Oregon gets first U.S. wave-power farm
USA Today, Feb 17, 2010 - 09:49 AM
Construction has begun off Oregon’s coast on the first commercial U.S. wave-energy farm, planned to supply power to about 400 homes. Wave power draws from the energy of ocean surface waves. A float on a buoy rises and falls with the waves, driving a plunger connected to a hydraulic pump that converts the vertical movement into electricity.
The first buoy will measure 150 feet tall by 40 feet wide, weigh 200 tons and cost $4 million, according to Phil Pellegrino, spokesman for Ocean Power Technologies, which is developing the project. He explains that nine more buoys are planned for installation at a site in Reedsport, Ore., by 2012, at a total cost of $60 million.
This renewable energy form is generating waves of skepticism. “A lot of people who are very experienced with the ocean harbor a lot of doubt that anyone can in a cost-effective way put buoys in the water, harvest the energy, and not have them end up on the beach,” Onno Husing, director of the Oregon Coastal Zone Management Association, remarks.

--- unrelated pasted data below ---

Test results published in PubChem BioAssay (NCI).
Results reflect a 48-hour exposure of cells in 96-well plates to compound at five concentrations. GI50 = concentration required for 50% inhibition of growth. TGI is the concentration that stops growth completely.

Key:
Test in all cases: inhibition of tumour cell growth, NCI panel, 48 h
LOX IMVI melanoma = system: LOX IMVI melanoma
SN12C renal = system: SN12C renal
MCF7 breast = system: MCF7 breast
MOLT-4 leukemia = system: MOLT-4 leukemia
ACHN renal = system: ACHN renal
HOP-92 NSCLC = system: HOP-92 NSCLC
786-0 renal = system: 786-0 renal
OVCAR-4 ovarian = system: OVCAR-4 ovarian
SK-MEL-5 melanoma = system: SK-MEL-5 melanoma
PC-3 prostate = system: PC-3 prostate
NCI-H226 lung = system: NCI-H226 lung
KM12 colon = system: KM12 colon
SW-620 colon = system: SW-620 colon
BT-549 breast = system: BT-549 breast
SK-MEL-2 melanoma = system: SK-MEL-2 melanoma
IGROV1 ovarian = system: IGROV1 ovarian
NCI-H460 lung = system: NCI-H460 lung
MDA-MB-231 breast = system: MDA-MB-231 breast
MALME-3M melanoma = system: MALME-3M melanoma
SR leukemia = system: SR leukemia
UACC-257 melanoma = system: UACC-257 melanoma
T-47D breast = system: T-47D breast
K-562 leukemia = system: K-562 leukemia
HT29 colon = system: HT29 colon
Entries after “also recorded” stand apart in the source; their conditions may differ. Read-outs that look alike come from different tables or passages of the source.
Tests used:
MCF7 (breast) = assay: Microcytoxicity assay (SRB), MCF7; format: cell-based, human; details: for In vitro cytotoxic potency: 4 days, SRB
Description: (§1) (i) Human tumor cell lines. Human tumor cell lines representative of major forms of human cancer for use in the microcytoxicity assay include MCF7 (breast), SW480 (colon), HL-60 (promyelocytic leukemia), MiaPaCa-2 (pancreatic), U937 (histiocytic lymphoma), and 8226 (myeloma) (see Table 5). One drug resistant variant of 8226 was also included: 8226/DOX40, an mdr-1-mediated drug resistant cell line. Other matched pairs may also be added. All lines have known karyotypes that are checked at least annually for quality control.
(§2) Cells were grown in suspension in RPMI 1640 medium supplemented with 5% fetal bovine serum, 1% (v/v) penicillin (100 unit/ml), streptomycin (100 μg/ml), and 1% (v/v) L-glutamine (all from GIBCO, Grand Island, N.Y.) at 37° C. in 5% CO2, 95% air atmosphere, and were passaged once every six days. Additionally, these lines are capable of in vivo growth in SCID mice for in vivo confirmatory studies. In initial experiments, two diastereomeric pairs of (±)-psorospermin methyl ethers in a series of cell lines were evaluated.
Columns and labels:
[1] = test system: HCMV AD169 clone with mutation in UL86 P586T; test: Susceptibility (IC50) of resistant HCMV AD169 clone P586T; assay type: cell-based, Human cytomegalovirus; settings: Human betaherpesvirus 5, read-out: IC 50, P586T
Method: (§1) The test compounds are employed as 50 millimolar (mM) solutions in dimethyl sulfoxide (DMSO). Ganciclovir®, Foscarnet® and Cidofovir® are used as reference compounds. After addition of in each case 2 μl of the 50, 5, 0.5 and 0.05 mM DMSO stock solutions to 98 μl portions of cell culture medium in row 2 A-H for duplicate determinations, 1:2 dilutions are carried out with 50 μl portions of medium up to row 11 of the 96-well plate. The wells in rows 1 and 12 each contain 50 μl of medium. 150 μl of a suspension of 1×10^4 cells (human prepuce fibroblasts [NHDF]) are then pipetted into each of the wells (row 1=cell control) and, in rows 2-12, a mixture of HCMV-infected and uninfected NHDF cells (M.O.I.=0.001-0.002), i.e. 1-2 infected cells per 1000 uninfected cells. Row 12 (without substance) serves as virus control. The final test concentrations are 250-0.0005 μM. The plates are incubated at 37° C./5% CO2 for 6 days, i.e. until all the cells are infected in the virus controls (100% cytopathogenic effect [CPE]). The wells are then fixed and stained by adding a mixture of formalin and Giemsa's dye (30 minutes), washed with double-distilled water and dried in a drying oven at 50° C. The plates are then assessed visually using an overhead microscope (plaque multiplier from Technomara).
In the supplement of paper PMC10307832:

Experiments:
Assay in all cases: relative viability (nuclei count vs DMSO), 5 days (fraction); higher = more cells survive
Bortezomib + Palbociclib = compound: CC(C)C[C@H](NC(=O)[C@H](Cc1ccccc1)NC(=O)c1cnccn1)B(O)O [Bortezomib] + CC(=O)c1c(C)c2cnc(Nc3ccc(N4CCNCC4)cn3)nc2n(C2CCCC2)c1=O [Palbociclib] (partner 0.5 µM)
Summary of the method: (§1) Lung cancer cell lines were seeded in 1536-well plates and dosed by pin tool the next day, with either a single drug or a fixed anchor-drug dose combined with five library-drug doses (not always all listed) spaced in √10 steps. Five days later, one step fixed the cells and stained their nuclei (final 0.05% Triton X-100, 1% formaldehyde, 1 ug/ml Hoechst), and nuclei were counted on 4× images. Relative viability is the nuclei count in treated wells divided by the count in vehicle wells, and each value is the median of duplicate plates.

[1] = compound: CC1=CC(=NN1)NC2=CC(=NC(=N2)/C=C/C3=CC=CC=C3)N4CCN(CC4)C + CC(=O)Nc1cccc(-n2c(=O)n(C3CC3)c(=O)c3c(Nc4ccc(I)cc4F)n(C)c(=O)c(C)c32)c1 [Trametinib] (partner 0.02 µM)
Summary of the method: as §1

The world’s first commercial wave farm opened in 2008 off the coast of Portugal, at the Aguçadoura Wave Park, but ran into financial difficulties last year and was suspended indefinitely. Other projects are under development in Spain, Scotland, Western Australia and off the coast of Cornwall, England, according to Pellegrino.
Wave power now costs five or six times as much as wind power, because its technology is still being developed but it could eventually become cost competitive, Marianne Boust, senior analyst for Emerging Energy Research, an alternative energy advisory firm in Cambridge, Mass., reports.
http://content.usatoday.com/communities/greenhouse/post/2010/02/oregon-gets-first-us-wave-power-farm/1, access on February 20th, 2010.
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